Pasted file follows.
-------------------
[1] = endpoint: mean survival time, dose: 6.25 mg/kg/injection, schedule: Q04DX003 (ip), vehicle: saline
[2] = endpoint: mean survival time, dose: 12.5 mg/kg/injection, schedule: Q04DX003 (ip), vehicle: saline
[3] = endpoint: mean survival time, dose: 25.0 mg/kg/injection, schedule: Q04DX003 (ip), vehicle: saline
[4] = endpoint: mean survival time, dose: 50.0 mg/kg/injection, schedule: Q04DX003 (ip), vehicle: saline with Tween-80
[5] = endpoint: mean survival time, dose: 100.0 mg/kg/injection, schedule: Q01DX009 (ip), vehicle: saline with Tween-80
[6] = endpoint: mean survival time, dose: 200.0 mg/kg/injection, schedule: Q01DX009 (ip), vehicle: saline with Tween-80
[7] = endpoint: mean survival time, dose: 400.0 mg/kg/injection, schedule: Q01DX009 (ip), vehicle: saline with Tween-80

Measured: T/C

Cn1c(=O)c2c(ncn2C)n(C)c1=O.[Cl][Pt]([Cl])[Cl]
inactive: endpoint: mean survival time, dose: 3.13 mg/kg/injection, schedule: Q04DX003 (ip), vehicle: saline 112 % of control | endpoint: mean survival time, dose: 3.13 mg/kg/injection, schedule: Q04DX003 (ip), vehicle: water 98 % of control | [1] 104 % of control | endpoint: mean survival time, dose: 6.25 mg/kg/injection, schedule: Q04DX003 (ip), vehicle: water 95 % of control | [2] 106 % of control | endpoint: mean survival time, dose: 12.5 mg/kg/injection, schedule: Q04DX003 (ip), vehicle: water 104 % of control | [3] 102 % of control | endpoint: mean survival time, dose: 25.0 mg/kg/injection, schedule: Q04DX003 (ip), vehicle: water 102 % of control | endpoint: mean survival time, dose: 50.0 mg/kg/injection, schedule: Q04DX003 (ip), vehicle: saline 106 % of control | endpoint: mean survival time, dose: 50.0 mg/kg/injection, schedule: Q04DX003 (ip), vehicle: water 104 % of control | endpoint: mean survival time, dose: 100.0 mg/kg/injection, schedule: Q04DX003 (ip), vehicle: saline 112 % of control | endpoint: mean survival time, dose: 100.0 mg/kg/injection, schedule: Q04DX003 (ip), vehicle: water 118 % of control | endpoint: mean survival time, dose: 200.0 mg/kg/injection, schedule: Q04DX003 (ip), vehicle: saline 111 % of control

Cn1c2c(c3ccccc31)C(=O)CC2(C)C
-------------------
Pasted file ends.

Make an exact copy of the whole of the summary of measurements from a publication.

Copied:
[1] = endpoint: mean survival time, dose: 6.25 mg/kg/injection, schedule: Q04DX003 (ip), vehicle: saline
[2] = endpoint: mean survival time, dose: 12.5 mg/kg/injection, schedule: Q04DX003 (ip), vehicle: saline
[3] = endpoint: mean survival time, dose: 25.0 mg/kg/injection, schedule: Q04DX003 (ip), vehicle: saline
[4] = endpoint: mean survival time, dose: 50.0 mg/kg/injection, schedule: Q04DX003 (ip), vehicle: saline with Tween-80
[5] = endpoint: mean survival time, dose: 100.0 mg/kg/injection, schedule: Q01DX009 (ip), vehicle: saline with Tween-80
[6] = endpoint: mean survival time, dose: 200.0 mg/kg/injection, schedule: Q01DX009 (ip), vehicle: saline with Tween-80
[7] = endpoint: mean survival time, dose: 400.0 mg/kg/injection, schedule: Q01DX009 (ip), vehicle: saline with Tween-80

Measured: T/C

Cn1c(=O)c2c(ncn2C)n(C)c1=O.[Cl][Pt]([Cl])[Cl]
inactive: endpoint: mean survival time, dose: 3.13 mg/kg/injection, schedule: Q04DX003 (ip), vehicle: saline 112 % of control | endpoint: mean survival time, dose: 3.13 mg/kg/injection, schedule: Q04DX003 (ip), vehicle: water 98 % of control | [1] 104 % of control | endpoint: mean survival time, dose: 6.25 mg/kg/injection, schedule: Q04DX003 (ip), vehicle: water 95 % of control | [2] 106 % of control | endpoint: mean survival time, dose: 12.5 mg/kg/injection, schedule: Q04DX003 (ip), vehicle: water 104 % of control | [3] 102 % of control | endpoint: mean survival time, dose: 25.0 mg/kg/injection, schedule: Q04DX003 (ip), vehicle: water 102 % of control | endpoint: mean survival time, dose: 50.0 mg/kg/injection, schedule: Q04DX003 (ip), vehicle: saline 106 % of control | endpoint: mean survival time, dose: 50.0 mg/kg/injection, schedule: Q04DX003 (ip), vehicle: water 104 % of control | endpoint: mean survival time, dose: 100.0 mg/kg/injection, schedule: Q04DX003 (ip), vehicle: saline 112 % of control | endpoint: mean survival time, dose: 100.0 mg/kg/injection, schedule: Q04DX003 (ip), vehicle: water 118 % of control | endpoint: mean survival time, dose: 200.0 mg/kg/injection, schedule: Q04DX003 (ip), vehicle: saline 111 % of control

Cn1c2c(c3ccccc31)C(=O)CC2(C)C